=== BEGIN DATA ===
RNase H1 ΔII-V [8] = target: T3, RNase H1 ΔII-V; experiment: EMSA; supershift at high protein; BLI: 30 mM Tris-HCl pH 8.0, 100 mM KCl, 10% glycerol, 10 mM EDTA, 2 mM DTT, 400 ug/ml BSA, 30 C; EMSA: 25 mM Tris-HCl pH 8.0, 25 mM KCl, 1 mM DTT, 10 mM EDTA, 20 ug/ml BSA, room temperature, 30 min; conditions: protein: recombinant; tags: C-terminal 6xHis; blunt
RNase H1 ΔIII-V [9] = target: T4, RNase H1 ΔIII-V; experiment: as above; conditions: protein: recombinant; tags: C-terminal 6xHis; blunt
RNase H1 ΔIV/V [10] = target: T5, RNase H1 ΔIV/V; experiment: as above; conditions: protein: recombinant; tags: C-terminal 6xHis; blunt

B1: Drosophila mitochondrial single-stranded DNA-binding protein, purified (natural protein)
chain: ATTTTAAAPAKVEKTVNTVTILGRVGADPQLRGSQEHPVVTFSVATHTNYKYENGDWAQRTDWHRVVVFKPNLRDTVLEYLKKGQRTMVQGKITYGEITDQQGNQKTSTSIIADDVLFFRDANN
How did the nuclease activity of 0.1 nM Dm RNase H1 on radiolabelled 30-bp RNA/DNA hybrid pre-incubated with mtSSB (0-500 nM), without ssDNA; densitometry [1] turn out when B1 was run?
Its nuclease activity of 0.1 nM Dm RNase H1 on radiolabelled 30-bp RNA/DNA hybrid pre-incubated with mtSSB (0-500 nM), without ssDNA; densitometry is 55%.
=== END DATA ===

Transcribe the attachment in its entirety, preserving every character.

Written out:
RNase H1 ΔII-V [8] = target: T3, RNase H1 ΔII-V; experiment: EMSA; supershift at high protein; BLI: 30 mM Tris-HCl pH 8.0, 100 mM KCl, 10% glycerol, 10 mM EDTA, 2 mM DTT, 400 ug/ml BSA, 30 C; EMSA: 25 mM Tris-HCl pH 8.0, 25 mM KCl, 1 mM DTT, 10 mM EDTA, 20 ug/ml BSA, room temperature, 30 min; conditions: protein: recombinant; tags: C-terminal 6xHis; blunt
RNase H1 ΔIII-V [9] = target: T4, RNase H1 ΔIII-V; experiment: as above; conditions: protein: recombinant; tags: C-terminal 6xHis; blunt
RNase H1 ΔIV/V [10] = target: T5, RNase H1 ΔIV/V; experiment: as above; conditions: protein: recombinant; tags: C-terminal 6xHis; blunt

B1: Drosophila mitochondrial single-stranded DNA-binding protein, purified (natural protein)
chain: ATTTTAAAPAKVEKTVNTVTILGRVGADPQLRGSQEHPVVTFSVATHTNYKYENGDWAQRTDWHRVVVFKPNLRDTVLEYLKKGQRTMVQGKITYGEITDQQGNQKTSTSIIADDVLFFRDANN
How did the nuclease activity of 0.1 nM Dm RNase H1 on radiolabelled 30-bp RNA/DNA hybrid pre-incubated with mtSSB (0-500 nM), without ssDNA; densitometry [1] turn out when B1 was run?
Its nuclease activity of 0.1 nM Dm RNase H1 on radiolabelled 30-bp RNA/DNA hybrid pre-incubated with mtSSB (0-500 nM), without ssDNA; densitometry is 55%.